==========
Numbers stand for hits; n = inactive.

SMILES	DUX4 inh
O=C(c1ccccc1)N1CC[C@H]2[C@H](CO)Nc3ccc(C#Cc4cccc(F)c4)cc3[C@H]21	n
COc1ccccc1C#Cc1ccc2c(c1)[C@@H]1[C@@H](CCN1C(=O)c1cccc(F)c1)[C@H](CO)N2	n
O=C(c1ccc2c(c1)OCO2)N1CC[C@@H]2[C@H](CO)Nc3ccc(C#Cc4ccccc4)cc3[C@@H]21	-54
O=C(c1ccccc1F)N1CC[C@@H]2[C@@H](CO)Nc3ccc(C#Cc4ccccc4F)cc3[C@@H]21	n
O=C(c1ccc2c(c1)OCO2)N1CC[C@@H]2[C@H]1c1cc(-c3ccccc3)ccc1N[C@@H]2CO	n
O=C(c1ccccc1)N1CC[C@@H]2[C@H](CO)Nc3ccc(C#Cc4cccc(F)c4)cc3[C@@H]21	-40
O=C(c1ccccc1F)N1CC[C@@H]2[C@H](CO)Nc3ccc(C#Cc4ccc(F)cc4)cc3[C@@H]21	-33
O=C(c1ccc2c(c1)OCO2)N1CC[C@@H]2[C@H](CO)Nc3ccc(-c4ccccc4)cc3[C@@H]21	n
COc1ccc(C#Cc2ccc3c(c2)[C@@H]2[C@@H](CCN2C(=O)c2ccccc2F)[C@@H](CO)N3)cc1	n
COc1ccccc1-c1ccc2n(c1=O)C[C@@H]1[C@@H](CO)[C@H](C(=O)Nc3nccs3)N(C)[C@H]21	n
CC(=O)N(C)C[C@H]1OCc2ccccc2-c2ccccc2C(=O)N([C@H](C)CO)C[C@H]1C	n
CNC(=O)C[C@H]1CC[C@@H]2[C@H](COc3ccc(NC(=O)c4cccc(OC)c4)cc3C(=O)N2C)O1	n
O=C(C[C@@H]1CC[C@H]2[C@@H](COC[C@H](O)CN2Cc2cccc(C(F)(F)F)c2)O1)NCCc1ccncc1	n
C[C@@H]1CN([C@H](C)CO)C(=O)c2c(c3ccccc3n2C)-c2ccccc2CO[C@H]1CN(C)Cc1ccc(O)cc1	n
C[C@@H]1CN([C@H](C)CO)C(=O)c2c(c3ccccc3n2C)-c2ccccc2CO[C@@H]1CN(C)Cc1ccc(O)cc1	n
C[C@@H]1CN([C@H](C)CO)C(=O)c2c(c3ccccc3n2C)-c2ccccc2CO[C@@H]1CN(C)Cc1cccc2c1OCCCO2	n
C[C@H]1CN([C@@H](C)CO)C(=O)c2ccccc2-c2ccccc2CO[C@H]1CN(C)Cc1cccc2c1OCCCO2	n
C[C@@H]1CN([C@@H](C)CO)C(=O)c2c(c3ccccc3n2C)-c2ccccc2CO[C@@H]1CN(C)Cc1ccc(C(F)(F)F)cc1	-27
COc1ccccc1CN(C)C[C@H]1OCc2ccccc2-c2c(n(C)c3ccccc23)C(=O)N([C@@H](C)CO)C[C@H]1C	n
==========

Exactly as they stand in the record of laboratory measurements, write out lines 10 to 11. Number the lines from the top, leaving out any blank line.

O=C(c1ccc2c(c1)OCO2)N1CC[C@@H]2[C@H](CO)Nc3ccc(-c4ccccc4)cc3[C@@H]21	n
COc1ccc(C#Cc2ccc3c(c2)[C@@H]2[C@@H](CCN2C(=O)c2ccccc2F)[C@@H](CO)N3)cc1	n